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Endangered birds may be evicted from Atlantic City airport

Endangered birds may be evicted from Atlantic City airport

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Edward Lea / Staff Photographer/

Edward Lea / Staff Photographer


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The Port Authority of New York and New Jersey is studying the impact its purchase of Atlantic City International Airport would have, as well as of other New Jersey airports, its chairman said in a letter to congressmen this week.

For 15 years, two state-protected bird species have called Atlantic City International Airport home: the endangered upland sandpiper and the threatened grasshopper sparrow.

There are only five pairs of the former in the state, and few spots in South Jersey where they can be reintroduced.

But soon, they may be looking for another place to live. The South Jersey Transportation Authority wants to mow the tall 290-acre grassland area that’s been maintained for them inside the airport’s boundaries and establish a new conservation site for the birds elsewhere in the Pinelands.

The agency, which owns the property in Egg Harbor Township, is requesting an amendment to an agreement it has had with the state Pinelands Commission since 2004. The deal allowed the SJTA to develop parts of the airport within the Pinelands in exchange for creating grassland habitat.

The reason for the sudden change? Safety concerns, the SJTA contends.

Birds can collide with planes in flight and during takeoff and pose a threat to aircraft and animal safety, said Sarah Brammell, a Federal Aviation Administration-qualified airport wildlife biologist speaking on behalf of the SJTA at a Pinelands Commission public hearing Tuesday.

A report prepared by environmental consultant Environmental Resource Solutions Inc. found the number of strike reports involving upland sandpiper and grasshopper sparrows increased after the grassland area was established.

No damage was reported.

“When these things happen, they can be rare, but they can be catastrophic,” Brammell told the commission, adding the tall grass attracts insects and other raptor species.

Overall though, there was a decrease in wildlife strikes at the airport from 2011 to 2017, according to the report.

Environmental groups are concerned that mowing the grass would attract larger birds, like Canada geese. Clashes between large birds and aircraft poses a greater risk to safety, they say.

Around the U.S., wildlife managers use airport fields as habitat for small, threatened or endangered birds, said Eric Stiles, president and CEO of New Jersey Audubon.

“You have much smaller birds, so the number of Canada geese goes down. ... The risk factor for human safety goes down. The conservation value goes up. It’s a win for everyone,” he said.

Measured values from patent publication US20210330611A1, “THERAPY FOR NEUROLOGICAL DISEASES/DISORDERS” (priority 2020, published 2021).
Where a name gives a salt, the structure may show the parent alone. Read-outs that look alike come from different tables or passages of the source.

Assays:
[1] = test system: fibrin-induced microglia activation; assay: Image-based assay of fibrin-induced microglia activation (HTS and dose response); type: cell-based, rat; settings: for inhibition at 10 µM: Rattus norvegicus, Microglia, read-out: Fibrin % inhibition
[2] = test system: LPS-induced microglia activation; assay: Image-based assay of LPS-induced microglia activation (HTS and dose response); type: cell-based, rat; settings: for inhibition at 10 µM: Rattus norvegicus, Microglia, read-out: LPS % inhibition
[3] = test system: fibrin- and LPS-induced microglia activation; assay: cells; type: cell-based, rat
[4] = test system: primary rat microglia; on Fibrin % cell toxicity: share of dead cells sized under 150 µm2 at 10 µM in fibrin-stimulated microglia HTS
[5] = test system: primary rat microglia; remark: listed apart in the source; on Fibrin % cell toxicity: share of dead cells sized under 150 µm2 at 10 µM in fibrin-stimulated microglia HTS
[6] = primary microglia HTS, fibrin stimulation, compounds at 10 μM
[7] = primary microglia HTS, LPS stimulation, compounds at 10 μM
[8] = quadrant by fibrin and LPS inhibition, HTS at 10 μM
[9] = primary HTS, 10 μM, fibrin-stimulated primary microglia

There also are few spots in the state where upland sandpipers and grasshopper sparrows can thrive. They live in tall grasslands and large hayfields, which mostly exist in South Jersey and around airports in less development parts of the state.

The Pinelands Commission is considering three different alternatives to the 2004 agreement, which comes at the same time political leaders look to have Port Authority looks to take over the airport.

The current draft of the amendment would require the SJTA to put $500,000 into an escrow account to cover the acquisition and preservation of 295 acres of suitable vacant land in the Pinelands, estimated to cost about $3 million. A 62-acre Grassland Conservation and Management Area would be created for the birds.

Only five pairs of upland sandpipers are known to exist in New Jersey, said Sharon Petzinger, senior zoologist with the New Jersey Division of Fish and Wildlife. She said if the current habitat at the airport were mowed and another one created, the migratory birds would likely flock to the new location.

But Rhyan Grech, policy advocate for the Pinelands Preservation Alliance, said the proposed payment plan is not justified.

“Making cash payments the price for destroying protected species habitats is a prescription for losing critical habitat anywhere,” Grech said. “And perhaps ultimately everywhere.”

SJTA General Counsel Lauren Staiger said there are no plans at the moment to develop the grassland if it is mowed.

“As of right now, I don’t believe (the area will be developed),” Staiger said. “The revisions that are made to the (memorandum of agreement), as far as I understand, won’t have development in that area at this point in time.”

The Pinelands Commission will announce its decision in April.

Contact: 609-272-7258 Twitter @AvalonZoppo

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